The news isn't improving about our troubled bridges themselves here in Iowa. A new report states that Iowa is still leading the nation in structurally-deficient bridges and the next-worst state isn't even close.
According to KCCI, Iowa has nearly 4,600 of them while Pennsylvania is not exactly in good shape, with roughly 3,300. The problem? You guessed it, money. And infighiting in Washington as politicians decide how to allocate it in an ongoing infrastructure deal that President Joe Biden is still sitting on.
At one point, these folks couldn't even agree on what "infrastructure" meant so don't expect a quick resolution to getting these structurally-deficient bridges fixed.
Between now and 2026 they expect that Iowa will receive $1.15 billion for construction projects, with $251 million going toward repair of DOT-owned bridges. But then, the Iowa DOT doesn't own all the bridges that need repaired. Iowa engineers say several are county-owned. Those are the source of the worst problems.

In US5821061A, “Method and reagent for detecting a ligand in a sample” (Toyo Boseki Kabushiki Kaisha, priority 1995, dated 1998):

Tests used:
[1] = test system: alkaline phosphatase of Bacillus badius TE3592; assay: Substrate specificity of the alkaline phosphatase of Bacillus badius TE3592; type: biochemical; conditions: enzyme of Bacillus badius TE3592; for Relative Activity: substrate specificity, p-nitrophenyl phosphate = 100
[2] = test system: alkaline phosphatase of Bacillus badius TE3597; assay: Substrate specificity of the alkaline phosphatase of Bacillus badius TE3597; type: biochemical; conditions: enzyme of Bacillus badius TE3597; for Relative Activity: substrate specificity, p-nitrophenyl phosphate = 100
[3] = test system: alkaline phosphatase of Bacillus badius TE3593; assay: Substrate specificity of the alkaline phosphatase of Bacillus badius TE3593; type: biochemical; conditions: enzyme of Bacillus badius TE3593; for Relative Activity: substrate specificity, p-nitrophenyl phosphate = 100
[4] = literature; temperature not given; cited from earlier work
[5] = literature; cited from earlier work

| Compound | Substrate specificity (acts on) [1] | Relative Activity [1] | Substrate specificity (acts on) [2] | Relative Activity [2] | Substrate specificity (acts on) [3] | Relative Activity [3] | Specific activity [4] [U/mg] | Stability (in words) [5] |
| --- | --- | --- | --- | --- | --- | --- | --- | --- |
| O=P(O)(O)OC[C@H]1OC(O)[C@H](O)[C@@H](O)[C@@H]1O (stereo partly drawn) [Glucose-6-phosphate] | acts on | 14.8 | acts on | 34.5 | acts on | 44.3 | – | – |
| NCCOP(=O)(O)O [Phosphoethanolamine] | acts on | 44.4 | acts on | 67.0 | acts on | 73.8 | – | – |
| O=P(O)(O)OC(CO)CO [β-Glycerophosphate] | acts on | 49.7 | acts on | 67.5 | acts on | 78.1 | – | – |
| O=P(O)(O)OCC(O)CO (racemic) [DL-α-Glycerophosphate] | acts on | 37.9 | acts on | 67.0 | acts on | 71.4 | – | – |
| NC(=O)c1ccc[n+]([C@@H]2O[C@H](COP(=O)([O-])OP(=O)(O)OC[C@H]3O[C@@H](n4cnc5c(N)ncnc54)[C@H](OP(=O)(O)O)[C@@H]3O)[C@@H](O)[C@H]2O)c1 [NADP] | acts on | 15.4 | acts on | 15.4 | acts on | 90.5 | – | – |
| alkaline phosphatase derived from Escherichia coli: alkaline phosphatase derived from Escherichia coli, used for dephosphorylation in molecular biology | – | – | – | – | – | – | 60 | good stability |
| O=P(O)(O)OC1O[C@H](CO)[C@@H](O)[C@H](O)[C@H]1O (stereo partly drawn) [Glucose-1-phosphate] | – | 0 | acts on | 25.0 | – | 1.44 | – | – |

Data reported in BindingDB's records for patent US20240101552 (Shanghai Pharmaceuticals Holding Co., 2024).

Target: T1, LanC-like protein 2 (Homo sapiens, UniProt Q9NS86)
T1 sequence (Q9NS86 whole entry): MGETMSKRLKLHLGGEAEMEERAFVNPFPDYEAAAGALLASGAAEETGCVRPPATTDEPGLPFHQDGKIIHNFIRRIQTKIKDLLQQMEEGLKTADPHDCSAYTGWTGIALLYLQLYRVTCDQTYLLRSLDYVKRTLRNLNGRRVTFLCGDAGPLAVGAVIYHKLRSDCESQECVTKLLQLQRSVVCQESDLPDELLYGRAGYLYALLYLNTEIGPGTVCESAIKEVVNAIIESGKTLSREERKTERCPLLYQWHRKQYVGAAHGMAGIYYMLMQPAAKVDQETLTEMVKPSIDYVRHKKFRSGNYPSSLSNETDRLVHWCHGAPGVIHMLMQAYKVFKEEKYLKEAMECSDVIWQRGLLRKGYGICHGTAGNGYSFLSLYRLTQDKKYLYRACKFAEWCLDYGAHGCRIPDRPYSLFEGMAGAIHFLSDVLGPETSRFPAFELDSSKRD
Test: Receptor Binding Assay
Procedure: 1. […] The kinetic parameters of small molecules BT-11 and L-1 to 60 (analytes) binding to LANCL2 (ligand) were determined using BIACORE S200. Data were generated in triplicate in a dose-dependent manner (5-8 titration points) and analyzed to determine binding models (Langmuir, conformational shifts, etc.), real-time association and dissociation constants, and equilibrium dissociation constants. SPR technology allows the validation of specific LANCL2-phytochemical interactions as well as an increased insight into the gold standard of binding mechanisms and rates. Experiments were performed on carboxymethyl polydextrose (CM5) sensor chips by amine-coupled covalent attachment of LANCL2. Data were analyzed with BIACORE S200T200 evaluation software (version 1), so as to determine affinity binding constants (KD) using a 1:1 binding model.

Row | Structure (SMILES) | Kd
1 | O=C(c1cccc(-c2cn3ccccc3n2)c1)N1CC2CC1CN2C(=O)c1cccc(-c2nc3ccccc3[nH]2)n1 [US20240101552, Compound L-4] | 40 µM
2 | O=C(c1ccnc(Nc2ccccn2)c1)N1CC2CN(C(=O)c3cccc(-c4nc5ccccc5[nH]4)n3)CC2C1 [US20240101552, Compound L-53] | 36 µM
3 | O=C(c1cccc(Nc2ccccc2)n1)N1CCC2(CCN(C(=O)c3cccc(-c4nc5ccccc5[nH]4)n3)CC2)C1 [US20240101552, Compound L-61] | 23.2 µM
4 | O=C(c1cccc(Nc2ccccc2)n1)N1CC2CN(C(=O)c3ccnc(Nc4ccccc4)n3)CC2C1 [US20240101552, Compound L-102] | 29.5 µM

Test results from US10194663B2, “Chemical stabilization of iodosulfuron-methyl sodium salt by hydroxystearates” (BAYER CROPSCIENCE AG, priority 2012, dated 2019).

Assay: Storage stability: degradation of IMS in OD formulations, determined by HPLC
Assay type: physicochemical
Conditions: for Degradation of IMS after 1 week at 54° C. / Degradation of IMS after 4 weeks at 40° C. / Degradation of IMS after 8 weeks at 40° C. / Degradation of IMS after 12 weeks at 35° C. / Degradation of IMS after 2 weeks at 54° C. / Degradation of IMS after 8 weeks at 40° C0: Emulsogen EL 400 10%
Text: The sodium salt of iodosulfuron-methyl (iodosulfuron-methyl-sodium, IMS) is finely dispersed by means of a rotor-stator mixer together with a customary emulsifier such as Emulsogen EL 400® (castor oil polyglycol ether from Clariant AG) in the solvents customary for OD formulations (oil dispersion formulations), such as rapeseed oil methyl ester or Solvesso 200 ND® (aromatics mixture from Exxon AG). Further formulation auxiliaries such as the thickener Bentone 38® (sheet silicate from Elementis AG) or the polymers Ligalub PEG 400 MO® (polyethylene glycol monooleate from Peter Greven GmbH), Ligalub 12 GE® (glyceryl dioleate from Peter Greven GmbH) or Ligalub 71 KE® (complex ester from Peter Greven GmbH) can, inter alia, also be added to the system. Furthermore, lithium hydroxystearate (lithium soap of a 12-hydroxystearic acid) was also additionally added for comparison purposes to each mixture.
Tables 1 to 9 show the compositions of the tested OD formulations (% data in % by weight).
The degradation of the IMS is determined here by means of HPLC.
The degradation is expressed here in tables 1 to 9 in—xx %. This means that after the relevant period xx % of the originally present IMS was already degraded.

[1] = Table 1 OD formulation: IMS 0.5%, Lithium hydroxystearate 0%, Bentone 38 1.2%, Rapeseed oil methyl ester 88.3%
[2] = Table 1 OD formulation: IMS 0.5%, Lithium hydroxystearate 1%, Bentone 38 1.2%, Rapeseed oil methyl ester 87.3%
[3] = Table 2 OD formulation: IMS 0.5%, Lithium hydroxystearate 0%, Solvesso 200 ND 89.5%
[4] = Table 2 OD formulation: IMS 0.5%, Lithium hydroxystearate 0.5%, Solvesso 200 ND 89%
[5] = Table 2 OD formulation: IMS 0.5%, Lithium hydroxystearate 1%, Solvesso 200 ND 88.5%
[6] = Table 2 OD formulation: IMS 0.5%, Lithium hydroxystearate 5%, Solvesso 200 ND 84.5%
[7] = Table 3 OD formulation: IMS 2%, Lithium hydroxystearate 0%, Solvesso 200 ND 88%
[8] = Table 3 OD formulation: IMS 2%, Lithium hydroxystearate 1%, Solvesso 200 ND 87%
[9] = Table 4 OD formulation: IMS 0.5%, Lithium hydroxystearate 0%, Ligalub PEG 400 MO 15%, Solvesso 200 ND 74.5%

“There’s only so many financially that we can actually replace,” Geilenfeldt said. “And at the same time, while we’re replacing bridges as they’re aging, more bridges are getting added to the structurally deficient list.”
Material costs are also going up, and, yeah, who knows how long continuing supply chain shortages will be ongoing, which means the materials to do the repairs takes longer to get to the destination.
Looking at what counties have the most structurally-deficient bridges, Jasper and Marshall "lead" the pack with 117 each Linn County "only" has 11.